On Thu, Jan 2, 2014 at 8:35 PM, LizR <lizj...@gmail.com> wrote:

> On 3 January 2014 14:31, meekerdb <meeke...@verizon.net> wrote:
>
>>
>> Then I'll start by saying I don't reject MWI, I just have reservations
>> about it, not so much that it's wrong, but that it doesn't really solve the
>> problems it claims to - which implies criticism of the position that MWI
>> has solved all the problems of interpreting QM.  A lot of the above claimed
>> advantages knocking down straw men built on naive interpretations of Bohr.
>> Some are just assumptions, e.g that physics must be time reversible and
>> linear.
>>
>> I thought linearit was probabilities adding up to one, which isn't a
> radical assumption???
>
>
I think you might be thinking of unitary vs. non-unitary:
http://en.wikipedia.org/wiki/Unitarity_(physics)



> Time reversibility is an observed phenomenon in (almost) all particle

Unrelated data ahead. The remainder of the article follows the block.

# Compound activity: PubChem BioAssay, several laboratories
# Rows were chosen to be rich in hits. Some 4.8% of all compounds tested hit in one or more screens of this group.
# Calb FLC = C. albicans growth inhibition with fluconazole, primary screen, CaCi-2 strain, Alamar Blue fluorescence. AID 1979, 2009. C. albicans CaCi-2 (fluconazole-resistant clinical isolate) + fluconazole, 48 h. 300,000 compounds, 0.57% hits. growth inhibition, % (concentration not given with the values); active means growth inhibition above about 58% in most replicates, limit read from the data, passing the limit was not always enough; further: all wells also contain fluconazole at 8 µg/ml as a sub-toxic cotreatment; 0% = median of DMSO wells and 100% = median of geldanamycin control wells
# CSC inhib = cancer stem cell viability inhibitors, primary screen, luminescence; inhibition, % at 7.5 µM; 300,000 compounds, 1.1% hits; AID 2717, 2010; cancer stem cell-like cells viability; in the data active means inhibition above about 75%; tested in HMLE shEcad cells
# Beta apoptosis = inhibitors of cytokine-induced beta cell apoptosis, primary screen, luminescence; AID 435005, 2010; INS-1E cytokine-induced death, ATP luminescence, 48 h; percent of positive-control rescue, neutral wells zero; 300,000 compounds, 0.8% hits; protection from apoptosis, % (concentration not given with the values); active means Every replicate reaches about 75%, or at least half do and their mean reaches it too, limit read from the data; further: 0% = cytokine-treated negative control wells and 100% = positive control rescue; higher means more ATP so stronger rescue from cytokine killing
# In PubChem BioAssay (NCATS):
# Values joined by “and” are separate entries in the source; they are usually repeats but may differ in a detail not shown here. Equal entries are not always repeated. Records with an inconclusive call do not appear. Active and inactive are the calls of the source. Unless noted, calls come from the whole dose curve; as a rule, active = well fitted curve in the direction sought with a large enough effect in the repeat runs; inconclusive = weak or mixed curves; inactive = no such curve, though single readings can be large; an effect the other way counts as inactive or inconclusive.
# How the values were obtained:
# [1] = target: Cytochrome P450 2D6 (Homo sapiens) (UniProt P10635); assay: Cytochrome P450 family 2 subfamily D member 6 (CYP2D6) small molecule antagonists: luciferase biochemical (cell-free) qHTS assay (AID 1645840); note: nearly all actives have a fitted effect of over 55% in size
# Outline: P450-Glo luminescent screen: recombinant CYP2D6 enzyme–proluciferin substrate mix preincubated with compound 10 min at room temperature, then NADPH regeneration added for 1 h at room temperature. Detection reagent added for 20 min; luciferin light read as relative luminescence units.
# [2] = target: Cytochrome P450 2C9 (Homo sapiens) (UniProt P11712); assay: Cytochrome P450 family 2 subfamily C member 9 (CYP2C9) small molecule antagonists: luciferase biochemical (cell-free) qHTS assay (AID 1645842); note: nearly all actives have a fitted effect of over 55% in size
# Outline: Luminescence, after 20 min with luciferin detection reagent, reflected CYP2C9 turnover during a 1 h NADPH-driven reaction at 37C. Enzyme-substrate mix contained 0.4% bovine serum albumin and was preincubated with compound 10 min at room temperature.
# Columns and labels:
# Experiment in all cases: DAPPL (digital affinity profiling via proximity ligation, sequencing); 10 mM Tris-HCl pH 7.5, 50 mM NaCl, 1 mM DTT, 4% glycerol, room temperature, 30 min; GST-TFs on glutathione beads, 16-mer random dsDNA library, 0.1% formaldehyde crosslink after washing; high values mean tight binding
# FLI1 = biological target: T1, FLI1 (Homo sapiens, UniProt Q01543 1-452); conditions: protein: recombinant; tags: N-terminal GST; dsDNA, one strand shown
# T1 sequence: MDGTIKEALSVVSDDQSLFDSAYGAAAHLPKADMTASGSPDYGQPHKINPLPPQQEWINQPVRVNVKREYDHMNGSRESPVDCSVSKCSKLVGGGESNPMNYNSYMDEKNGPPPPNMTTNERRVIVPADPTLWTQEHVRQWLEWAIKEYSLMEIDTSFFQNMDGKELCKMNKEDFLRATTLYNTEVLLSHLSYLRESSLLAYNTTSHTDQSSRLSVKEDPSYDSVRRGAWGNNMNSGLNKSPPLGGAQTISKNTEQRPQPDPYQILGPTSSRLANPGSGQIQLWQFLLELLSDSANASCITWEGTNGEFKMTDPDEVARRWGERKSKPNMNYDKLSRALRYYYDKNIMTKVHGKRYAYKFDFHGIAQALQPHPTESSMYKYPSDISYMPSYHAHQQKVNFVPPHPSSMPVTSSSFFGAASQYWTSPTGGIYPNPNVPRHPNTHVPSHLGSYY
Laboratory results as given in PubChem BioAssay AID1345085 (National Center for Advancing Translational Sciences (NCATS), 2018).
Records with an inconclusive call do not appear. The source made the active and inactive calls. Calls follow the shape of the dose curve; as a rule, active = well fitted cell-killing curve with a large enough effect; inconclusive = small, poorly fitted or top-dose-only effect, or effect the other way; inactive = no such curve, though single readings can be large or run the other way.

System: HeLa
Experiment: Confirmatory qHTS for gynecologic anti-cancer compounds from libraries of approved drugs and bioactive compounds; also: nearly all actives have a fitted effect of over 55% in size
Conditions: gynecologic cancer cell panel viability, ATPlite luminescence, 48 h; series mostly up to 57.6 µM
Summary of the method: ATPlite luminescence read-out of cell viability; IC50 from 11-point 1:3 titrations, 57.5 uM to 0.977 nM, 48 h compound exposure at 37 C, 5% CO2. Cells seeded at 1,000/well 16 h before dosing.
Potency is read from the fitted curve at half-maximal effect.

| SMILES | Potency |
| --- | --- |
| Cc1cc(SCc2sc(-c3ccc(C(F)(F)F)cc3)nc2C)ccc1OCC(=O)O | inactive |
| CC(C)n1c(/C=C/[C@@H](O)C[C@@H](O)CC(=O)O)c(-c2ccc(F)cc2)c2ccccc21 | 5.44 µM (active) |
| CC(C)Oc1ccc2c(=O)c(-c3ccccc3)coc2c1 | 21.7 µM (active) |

> interactions, so surely not an assumption at all?
>
>
I agree, things like CPT symmetry, determinism, etc. aren't just
assumptions, but underlie every other known physical law that is known.

http://en.wikipedia.org/wiki/CPT_symmetry
The *CPT theorem* says that CPT symmetry holds for all physical phenomena,
or more precisely, that any Lorentz
invariant<http://en.wikipedia.org/wiki/Lorentz_invariant>
 local quantum field
theory<http://en.wikipedia.org/wiki/Quantum_field_theory> with
a Hermitian <http://en.wikipedia.org/wiki/Self-adjoint_operator>
Hamiltonian<http://en.wikipedia.org/wiki/Hamiltonian_(quantum_mechanics)>
must
have CPT symmetry.

Collapse of the wave function would be the only phenomenon in quantum
mechanics that is non-unitary, non-linear, non-differentiable, and
discontinuous. It would also be the only principle in physics that
non-local, non-causal, non-deterministic, and violates special relativity.

I can understand that Brent's ambivalence toward MWI, it may not be the
final answer, but I think it is a good step in that direction. However, I
am surprised that anyone well-versed in the known physics of today, could
consider collapse as anything but a wild, unsupported, and
almost-certainly-false conjecture. There is so much well-established
physics that must be given up; for apparently no other reason than the
ontological prejudice some harbor for the idea that the universe is no
bigger than we previously thought.

Jason

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